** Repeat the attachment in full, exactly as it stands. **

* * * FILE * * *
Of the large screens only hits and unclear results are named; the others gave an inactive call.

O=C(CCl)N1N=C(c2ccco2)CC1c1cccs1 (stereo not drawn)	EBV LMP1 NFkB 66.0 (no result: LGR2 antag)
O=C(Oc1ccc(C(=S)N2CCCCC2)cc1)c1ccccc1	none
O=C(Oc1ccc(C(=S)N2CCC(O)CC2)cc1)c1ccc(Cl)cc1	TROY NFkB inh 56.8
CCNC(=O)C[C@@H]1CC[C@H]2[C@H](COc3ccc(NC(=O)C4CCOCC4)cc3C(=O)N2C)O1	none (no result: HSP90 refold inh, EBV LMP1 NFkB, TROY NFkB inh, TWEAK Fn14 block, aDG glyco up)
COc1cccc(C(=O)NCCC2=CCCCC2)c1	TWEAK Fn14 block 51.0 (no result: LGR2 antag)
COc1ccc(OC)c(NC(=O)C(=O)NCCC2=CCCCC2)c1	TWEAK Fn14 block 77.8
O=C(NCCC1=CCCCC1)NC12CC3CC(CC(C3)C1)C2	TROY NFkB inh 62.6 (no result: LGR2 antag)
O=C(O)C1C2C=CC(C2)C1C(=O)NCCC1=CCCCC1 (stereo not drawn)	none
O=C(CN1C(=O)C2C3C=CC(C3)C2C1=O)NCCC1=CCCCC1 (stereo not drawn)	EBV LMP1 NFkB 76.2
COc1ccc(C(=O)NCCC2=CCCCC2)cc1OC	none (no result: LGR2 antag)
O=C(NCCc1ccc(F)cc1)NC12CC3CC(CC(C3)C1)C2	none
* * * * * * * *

Of the large screens only hits and unclear results are named; the others gave an inactive call.

O=C(CCl)N1N=C(c2ccco2)CC1c1cccs1 (stereo not drawn)	EBV LMP1 NFkB 66.0 (no result: LGR2 antag)
O=C(Oc1ccc(C(=S)N2CCCCC2)cc1)c1ccccc1	none
O=C(Oc1ccc(C(=S)N2CCC(O)CC2)cc1)c1ccc(Cl)cc1	TROY NFkB inh 56.8
CCNC(=O)C[C@@H]1CC[C@H]2[C@H](COc3ccc(NC(=O)C4CCOCC4)cc3C(=O)N2C)O1	none (no result: HSP90 refold inh, EBV LMP1 NFkB, TROY NFkB inh, TWEAK Fn14 block, aDG glyco up)
COc1cccc(C(=O)NCCC2=CCCCC2)c1	TWEAK Fn14 block 51.0 (no result: LGR2 antag)
COc1ccc(OC)c(NC(=O)C(=O)NCCC2=CCCCC2)c1	TWEAK Fn14 block 77.8
O=C(NCCC1=CCCCC1)NC12CC3CC(CC(C3)C1)C2	TROY NFkB inh 62.6 (no result: LGR2 antag)
O=C(O)C1C2C=CC(C2)C1C(=O)NCCC1=CCCCC1 (stereo not drawn)	none
O=C(CN1C(=O)C2C3C=CC(C3)C2C1=O)NCCC1=CCCCC1 (stereo not drawn)	EBV LMP1 NFkB 76.2
COc1ccc(C(=O)NCCC2=CCCCC2)cc1OC	none (no result: LGR2 antag)
O=C(NCCc1ccc(F)cc1)NC12CC3CC(CC(C3)C1)C2	none